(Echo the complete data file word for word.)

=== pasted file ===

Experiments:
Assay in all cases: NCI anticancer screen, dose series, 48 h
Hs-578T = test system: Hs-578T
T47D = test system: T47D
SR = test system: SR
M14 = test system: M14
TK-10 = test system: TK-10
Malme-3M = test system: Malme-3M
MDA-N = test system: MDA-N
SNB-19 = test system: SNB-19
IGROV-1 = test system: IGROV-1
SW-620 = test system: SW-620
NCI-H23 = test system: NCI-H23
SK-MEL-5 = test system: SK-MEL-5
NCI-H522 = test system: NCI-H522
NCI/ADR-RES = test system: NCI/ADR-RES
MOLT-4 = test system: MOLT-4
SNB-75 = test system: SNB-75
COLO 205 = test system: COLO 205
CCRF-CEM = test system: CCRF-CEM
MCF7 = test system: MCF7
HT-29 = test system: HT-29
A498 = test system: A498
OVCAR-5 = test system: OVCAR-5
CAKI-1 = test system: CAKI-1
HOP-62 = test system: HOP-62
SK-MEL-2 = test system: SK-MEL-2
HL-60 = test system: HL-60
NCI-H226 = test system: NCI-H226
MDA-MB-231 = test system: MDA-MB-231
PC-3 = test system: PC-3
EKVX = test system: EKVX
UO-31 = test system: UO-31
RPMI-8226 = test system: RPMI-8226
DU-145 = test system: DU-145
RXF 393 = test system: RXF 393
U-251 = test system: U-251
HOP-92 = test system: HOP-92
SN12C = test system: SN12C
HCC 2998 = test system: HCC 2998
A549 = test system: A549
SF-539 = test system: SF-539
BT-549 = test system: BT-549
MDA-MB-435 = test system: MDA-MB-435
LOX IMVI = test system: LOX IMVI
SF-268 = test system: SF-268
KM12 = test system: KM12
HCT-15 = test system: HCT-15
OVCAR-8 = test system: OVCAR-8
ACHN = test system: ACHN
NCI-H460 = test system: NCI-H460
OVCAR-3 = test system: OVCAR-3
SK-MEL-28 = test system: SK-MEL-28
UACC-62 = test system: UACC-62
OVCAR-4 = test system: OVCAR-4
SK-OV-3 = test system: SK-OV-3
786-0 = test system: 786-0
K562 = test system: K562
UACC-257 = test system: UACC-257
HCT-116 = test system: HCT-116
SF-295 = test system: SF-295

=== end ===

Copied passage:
Experiments:
Assay in all cases: NCI anticancer screen, dose series, 48 h
Hs-578T = test system: Hs-578T
T47D = test system: T47D
SR = test system: SR
M14 = test system: M14
TK-10 = test system: TK-10
Malme-3M = test system: Malme-3M
MDA-N = test system: MDA-N
SNB-19 = test system: SNB-19
IGROV-1 = test system: IGROV-1
SW-620 = test system: SW-620
NCI-H23 = test system: NCI-H23
SK-MEL-5 = test system: SK-MEL-5
NCI-H522 = test system: NCI-H522
NCI/ADR-RES = test system: NCI/ADR-RES
MOLT-4 = test system: MOLT-4
SNB-75 = test system: SNB-75
COLO 205 = test system: COLO 205
CCRF-CEM = test system: CCRF-CEM
MCF7 = test system: MCF7
HT-29 = test system: HT-29
A498 = test system: A498
OVCAR-5 = test system: OVCAR-5
CAKI-1 = test system: CAKI-1
HOP-62 = test system: HOP-62
SK-MEL-2 = test system: SK-MEL-2
HL-60 = test system: HL-60
NCI-H226 = test system: NCI-H226
MDA-MB-231 = test system: MDA-MB-231
PC-3 = test system: PC-3
EKVX = test system: EKVX
UO-31 = test system: UO-31
RPMI-8226 = test system: RPMI-8226
DU-145 = test system: DU-145
RXF 393 = test system: RXF 393
U-251 = test system: U-251
HOP-92 = test system: HOP-92
SN12C = test system: SN12C
HCC 2998 = test system: HCC 2998
A549 = test system: A549
SF-539 = test system: SF-539
BT-549 = test system: BT-549
MDA-MB-435 = test system: MDA-MB-435
LOX IMVI = test system: LOX IMVI
SF-268 = test system: SF-268
KM12 = test system: KM12
HCT-15 = test system: HCT-15
OVCAR-8 = test system: OVCAR-8
ACHN = test system: ACHN
NCI-H460 = test system: NCI-H460
OVCAR-3 = test system: OVCAR-3
SK-MEL-28 = test system: SK-MEL-28
UACC-62 = test system: UACC-62
OVCAR-4 = test system: OVCAR-4
SK-OV-3 = test system: SK-OV-3
786-0 = test system: 786-0
K562 = test system: K562
UACC-257 = test system: UACC-257
HCT-116 = test system: HCT-116
SF-295 = test system: SF-295